I have a confession to make: I eat too many eggs for breakfast. They are a family favorite, and I must say that, personally, I feel better when I eat eggs than when I eat just about anything else in the morning. I guess I need the protein and fat to carry me through, lest I become ravenous by 10AM. I’ve tried many other, often vegan, sources of fat and protein, but eggs seem to work best for me at this time in my life.
I know it is not the healthiest thing. Not because eggs are unhealthy (when pasture-raised, they happen to be one of the best sources of protein we can consume, and chock full of nutrients and beneficial fats), but because variety is the spice of life, and health. Eating the same thing nearly every day increases our chances of developing a food intolerance, so it’s really not a great idea.
Okay, I know. I’m working on it.
I do vary what I eat with the eggs, though. Leftover vegetables, kale salad, gluten-free muffins… but eggs remain a staple most days.
There are days when it’s gray and cold outside, perhaps even raining or snowing, and I just want a bowl of something warm, creamy and comforting to nourish me.
On those days, I usually reach for amaranth. Sometimes quinoa or brown rice. But mostly amaranth. Its tiny seeds have the perfect texture and nutty flavor, and it works beautifully as a breakfast porridge the whole family will enjoy.
Amaranth is a very small seed that originated in Mexico and South America and was a nutritious staple for the Aztecs. High in protein, amino acids, calcium and iron, it is a grain-like crop that contains a lot of fiber, and is also very easy to digest. In terms of texture, it most resembles the cream of wheat that some of us grew up with, but is, of course, much healthier.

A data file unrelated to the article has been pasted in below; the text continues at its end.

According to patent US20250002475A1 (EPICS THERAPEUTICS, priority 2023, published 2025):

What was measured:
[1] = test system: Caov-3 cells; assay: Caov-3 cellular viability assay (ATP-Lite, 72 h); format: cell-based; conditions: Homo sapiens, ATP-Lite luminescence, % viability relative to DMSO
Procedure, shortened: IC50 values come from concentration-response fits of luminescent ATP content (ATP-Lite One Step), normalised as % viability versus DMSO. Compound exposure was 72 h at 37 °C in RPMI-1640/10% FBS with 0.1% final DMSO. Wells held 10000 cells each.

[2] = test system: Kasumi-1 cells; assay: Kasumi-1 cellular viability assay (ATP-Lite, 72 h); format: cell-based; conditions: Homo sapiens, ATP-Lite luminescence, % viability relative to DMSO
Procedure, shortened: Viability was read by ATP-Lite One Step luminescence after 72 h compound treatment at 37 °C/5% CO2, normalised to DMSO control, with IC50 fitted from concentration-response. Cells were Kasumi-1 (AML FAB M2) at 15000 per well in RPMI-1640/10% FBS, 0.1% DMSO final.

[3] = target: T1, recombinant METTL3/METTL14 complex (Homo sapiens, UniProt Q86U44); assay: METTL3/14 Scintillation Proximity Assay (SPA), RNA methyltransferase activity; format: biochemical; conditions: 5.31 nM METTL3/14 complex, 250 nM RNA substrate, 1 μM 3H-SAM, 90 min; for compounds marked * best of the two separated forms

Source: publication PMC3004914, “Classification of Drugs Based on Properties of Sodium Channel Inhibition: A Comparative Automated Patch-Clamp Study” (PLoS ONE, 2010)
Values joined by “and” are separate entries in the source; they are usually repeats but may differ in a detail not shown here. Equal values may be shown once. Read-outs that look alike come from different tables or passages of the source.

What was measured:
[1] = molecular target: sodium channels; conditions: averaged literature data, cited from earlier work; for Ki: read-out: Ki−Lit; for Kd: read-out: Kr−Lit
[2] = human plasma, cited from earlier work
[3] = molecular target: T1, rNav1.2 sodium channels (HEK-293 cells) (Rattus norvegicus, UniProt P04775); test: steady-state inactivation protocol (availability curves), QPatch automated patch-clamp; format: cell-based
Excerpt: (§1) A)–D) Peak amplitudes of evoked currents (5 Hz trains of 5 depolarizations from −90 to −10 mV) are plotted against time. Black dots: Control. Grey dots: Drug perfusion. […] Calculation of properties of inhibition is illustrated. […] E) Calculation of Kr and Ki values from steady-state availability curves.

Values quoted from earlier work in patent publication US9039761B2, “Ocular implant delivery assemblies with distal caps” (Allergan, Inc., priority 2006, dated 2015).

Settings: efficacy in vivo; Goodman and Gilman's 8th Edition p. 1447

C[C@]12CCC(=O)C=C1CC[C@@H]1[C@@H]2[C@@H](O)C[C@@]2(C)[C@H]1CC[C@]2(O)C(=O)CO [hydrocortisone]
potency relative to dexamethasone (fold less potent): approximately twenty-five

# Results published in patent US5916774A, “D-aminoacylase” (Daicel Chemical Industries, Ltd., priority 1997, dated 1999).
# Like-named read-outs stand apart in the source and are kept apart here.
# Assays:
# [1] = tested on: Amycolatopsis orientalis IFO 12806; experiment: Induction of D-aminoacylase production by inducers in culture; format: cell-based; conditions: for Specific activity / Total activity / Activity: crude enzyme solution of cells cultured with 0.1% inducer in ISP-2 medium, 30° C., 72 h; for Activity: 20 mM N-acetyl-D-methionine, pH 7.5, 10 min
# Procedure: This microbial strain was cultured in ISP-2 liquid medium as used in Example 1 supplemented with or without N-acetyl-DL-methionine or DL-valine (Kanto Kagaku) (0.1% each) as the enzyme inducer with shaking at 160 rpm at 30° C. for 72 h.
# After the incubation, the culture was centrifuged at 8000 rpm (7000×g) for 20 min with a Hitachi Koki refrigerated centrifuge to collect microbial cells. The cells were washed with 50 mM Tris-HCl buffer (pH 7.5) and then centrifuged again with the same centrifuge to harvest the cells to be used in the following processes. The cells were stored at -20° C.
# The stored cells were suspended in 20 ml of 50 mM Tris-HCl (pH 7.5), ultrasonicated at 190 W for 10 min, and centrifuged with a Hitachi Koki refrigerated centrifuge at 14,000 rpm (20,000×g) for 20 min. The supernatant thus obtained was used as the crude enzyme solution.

This porridge tastes really great topped with pears and toasted pecans as presented here, but feel free to use any nuts or in-season fruits that you would like.
Like all grains, nuts and legumes, amaranth needs to be soaked 12-24 hours before cooking to help remove its anti-nutrients and phytic acid. Soak in filtered water with 1-2 tablespoons of something acidic (vinegar, lemon juice, etc.) which will help neutralize the anti-nutrients.
I prefer hazelnut milk in this recipe (for a video tutorial on how to make it, please refer back to last week’s post on homemade non-dairy milks – it literally takes only 5 minutes to make!), but feel free to use any milk that you like.
Amaranth takes a little time to soften and cook (about 40 minutes), but is well worth the wait. If you typically run short on time on weekdays, cook it the night before and reheat in the morning, or make a big batch on weekends to carry you through the week. Just leave the fruit out (add it at the last minute) and reheat with more milk or water to reach a creamy consistency once more.
A word about cinnamon: like most spices, cinnamon is not simply a flavor booster, though it does serve that role impeccably. It also happens to be a great blood sugar regulator, anti-inflammatory, anti-cancer and antioxidant that is reputed to help with diabetes, arthritis, and migraines, among many others.
So remember to always add spices (and fresh herbs!) to your dishes, as they greatly enhance the nutritional value of every meal.
Before I go, here is the link to my new recipe on MindBodyGreen: Best Vegan Chocolate Smoothie Ever (Literally!). Hope you like it.
Love and health!
Creamy Amaranth Porridge with Asian Pears and Cinnamon
2 cups amaranth, soaked overnight
5 cups hazelnut, almond, cashew, brown rice or hemp milk, plus extra for serving
2 vanilla beans, seeded
1/4 cup maple syrup
2 pinches sea salt
1 1/2 teaspoons cinnamon
1 cup unsweetened apple sauce
4 Asian pears
1 cup pecans (almonds or hazelnuts), toasted, coarsely chopped
Drain and rinse amaranth (make sure to use a very fine sieve or the tiny amaranth grains will fall through).
Add amaranth, milk, vanilla, maple syrup and sea salt to a medium saucepan. Bring to a boil, mix in cinnamon, and simmer, covered, stirring occasionally, until milk is absorbed and amaranth is soft, about 40 minutes.
Mix in applesauce. Allow to sit for a few minutes.
While the porridge is resting, finely dice the Asian pears, skin on.
Serve porridge immediately with more milk, if desired, and chopped fruit and nuts on top.
Store any leftovers in an air-tight container and reheat with extra milk or water.